PA-DEP Says the Loyalsock Creek Being Polluted by Water Withdrawls & Pipelining

by Duane Nichols on September 15, 2022

Loyalsock Creek near Montoursville in NE Pennsylvania

PA-DEP: Marcellus Shale company polluted Loyalsock Creek

From an Article of Mark Maroney, Williamsport Sun Gazette, September 14, 2022

Sediment leaves a Pennsylvania General Energy Co. dewatering structure into the Loyalsock Creek. This discharge is in violation of the Clean Streams Law, according to the Department of Environmental Protection. The Loyalsock Creek north of Montoursville has a plume of sediment pollution in it, the result of a company that is withdrawing water for Marcellus Shale-related activities.

The state Department of Environmental Protection places blame on Pennsylvania General Energy Co., of Warren. PA-DEP notices of violation of the Clean Streams Law have been issued, said Megan Lehman, a department spokeswoman for the North Central region. This is a permitted site 8 miles north of Montoursville, associated with the installation of a natural gas pipeline, a freshwater pipeline and a freshwater withdrawal for Marcellus Shale-related activities.

During a routine inspection on Aug. 24, PA-DEP personnel observed multiple violations of the Clean Streams Law at the site, including an unacceptable discharge of sediment into the creek, Lehman said. Since then, PA-DEP has conducted multiple additional onsite inspections and has been engaged in ongoing discussions with the permittee regarding steps to address the issues at the site and with the Pennsylvania Fish and Boat Commission, which is also investigating.

For example, the department has since recommended moving the water filter bags to a more vegetated area or adding an impermeable layer under the water filter bags to prevent picking up additional sediment in the discharge. Moreover, the department recommended adding additional compost filter socks to the back channel, where the dewatering area is flowing to slow the flow of water through the back channel to allow sediment to fall out.

“We’re very aware of the incident that occurred,” said Anthony Quarrancino, a captain with the Fish and Boat Commission in Bellefonte. “We had a waterways conservation officer that responded to it after the fact, after [we were] notified about it and we’re currently investigating it.”

The state Department of Conservation and Natural Resources declared the ‘Sock as the 2018 Pennsylvania River of the Year and called it a “timeless treasure.” Also, “All these kinds of things that will be factored in when they’re looking into it. But again, that’s where we’re at right now. It’s just under investigation to find out exactly what went wrong to cause that incident.”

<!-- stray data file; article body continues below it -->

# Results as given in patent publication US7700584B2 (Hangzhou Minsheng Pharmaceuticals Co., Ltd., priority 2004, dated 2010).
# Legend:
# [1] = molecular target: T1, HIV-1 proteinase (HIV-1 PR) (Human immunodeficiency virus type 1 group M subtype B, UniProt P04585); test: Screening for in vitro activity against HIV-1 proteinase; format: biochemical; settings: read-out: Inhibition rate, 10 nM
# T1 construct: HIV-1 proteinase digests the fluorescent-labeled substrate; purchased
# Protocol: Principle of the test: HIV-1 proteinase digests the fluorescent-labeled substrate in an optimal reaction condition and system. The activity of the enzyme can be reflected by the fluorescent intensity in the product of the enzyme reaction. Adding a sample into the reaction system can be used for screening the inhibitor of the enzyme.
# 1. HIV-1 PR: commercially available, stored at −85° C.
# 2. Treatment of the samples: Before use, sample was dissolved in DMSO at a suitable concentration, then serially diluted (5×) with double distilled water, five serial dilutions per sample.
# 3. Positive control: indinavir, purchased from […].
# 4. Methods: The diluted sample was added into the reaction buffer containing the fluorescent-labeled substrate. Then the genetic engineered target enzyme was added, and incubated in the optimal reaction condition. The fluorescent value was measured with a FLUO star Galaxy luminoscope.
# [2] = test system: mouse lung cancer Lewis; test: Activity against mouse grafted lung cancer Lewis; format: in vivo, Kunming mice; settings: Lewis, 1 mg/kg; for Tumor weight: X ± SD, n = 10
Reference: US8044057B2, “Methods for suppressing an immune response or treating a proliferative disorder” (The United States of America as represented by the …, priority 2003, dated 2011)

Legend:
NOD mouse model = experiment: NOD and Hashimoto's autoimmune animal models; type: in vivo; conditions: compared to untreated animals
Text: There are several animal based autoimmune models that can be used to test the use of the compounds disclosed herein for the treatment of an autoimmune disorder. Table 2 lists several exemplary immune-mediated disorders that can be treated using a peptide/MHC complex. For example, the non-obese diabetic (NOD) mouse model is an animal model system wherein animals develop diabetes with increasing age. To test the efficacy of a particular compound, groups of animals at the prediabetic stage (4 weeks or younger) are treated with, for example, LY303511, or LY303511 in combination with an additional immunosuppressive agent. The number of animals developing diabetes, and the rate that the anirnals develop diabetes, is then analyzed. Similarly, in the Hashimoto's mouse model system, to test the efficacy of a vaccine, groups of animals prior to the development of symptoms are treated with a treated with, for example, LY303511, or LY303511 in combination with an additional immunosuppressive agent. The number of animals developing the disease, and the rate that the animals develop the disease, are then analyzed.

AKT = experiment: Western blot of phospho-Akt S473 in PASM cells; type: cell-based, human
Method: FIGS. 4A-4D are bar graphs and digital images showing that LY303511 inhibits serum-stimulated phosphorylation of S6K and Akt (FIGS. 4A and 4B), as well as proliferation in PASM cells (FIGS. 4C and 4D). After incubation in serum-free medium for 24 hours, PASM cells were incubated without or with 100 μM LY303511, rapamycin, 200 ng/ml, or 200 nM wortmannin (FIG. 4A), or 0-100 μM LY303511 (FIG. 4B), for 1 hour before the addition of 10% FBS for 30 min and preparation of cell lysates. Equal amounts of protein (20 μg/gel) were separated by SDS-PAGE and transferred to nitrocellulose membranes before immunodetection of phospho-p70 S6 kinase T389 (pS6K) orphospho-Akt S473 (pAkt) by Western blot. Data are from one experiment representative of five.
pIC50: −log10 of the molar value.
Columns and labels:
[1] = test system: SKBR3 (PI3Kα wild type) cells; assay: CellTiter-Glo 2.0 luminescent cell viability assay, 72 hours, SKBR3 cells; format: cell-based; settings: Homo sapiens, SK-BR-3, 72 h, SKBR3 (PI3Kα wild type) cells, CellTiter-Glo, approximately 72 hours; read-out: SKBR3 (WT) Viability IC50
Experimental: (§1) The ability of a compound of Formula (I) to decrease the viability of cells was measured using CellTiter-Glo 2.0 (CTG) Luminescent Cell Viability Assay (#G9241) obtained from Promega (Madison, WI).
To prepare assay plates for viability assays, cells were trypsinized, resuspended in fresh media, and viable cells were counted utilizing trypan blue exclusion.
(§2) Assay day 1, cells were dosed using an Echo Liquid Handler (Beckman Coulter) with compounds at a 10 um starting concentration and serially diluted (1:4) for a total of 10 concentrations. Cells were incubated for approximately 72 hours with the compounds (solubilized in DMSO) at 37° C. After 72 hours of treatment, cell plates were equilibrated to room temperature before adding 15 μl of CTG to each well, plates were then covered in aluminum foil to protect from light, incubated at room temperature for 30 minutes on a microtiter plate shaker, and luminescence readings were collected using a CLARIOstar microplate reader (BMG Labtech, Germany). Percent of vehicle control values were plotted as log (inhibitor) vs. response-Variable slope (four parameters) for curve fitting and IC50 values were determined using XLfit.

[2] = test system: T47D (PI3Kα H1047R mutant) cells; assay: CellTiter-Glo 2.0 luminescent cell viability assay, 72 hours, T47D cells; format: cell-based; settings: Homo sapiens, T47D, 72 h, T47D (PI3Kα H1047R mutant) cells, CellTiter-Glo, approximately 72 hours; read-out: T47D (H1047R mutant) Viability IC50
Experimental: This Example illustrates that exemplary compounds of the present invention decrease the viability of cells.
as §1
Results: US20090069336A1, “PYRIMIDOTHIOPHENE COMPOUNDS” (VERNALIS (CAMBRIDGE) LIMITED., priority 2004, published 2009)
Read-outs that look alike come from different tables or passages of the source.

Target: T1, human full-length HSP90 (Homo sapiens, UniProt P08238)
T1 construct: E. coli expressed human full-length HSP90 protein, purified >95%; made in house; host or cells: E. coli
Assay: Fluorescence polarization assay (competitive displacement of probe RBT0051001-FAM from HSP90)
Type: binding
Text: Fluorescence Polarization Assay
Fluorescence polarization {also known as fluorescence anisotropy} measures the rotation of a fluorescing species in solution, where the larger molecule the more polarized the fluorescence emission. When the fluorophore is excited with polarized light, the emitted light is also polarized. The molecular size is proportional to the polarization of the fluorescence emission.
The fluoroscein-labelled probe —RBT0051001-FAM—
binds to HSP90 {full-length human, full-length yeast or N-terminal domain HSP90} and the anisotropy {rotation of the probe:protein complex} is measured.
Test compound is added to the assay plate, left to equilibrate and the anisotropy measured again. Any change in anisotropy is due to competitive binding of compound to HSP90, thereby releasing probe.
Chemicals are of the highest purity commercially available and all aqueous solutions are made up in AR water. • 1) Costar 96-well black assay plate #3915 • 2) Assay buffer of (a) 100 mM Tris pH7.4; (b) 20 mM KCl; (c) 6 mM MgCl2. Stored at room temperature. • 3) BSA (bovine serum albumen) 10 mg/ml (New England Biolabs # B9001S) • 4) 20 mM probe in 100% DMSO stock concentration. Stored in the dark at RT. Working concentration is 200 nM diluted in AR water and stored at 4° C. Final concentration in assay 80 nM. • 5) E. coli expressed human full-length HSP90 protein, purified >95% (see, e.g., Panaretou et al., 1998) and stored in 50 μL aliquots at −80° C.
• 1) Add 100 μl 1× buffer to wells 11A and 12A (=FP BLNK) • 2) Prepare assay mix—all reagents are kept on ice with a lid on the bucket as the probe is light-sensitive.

In addition to the creek’s designation, the PA-DEP classifies the creek as an exceptional value stream. It is a home to the eastern hellbender, the state amphibian, which must live in clean water to thrive.

Pennsylvania General Energy has started construction of a high-pressure natural gas gathering line that will cross under the creek and connect two parcels of State Forest land the company leased from DCNR to develop up to 80 additional shale gas wells in the Loyalsock Valley region.

The project involves the construction of a total of 2.5 miles of natural gas gathering pipelines up steep slopes on both sides of the Loyalsock Creek and the aboveground placement of freshwater pipelines up those same slopes. PGE’s site prep work on the banks of the Loyalsock Creek includes clear-cutting trees from a work area along Route 87 in Gamble Township and the construction of a coffer dam in the Creek. Like most oil and gas industry pipeline projects and drilling/fracking operations, the PGE Loyalsock/Shawnee project has crews from out-of-state working on the project — in this case, from Texas.

“They may not be as familiar with Pennsylvania’s environmental regulations and requirements, know local stream conditions, the impacts of rainfall on steeper terrain or construction methods that would avoid serious erosion and sedimentation problems causing discharges into the Loyalsock,” said Barb Jarmoska, of the Friends of the ‘Sock, an organization that has as its mission to protect the Loyalsock Creek and Valley and promote environmentally sustainable alternatives to shale gas and other development.

The Loyalsock Creek is classified by PA-DEP as an Exceptional Value stream whose water quality must be protected by law, with no degradation.

>>> Complaints may be filed over the phone at 570-327-3636 or through a web form at:

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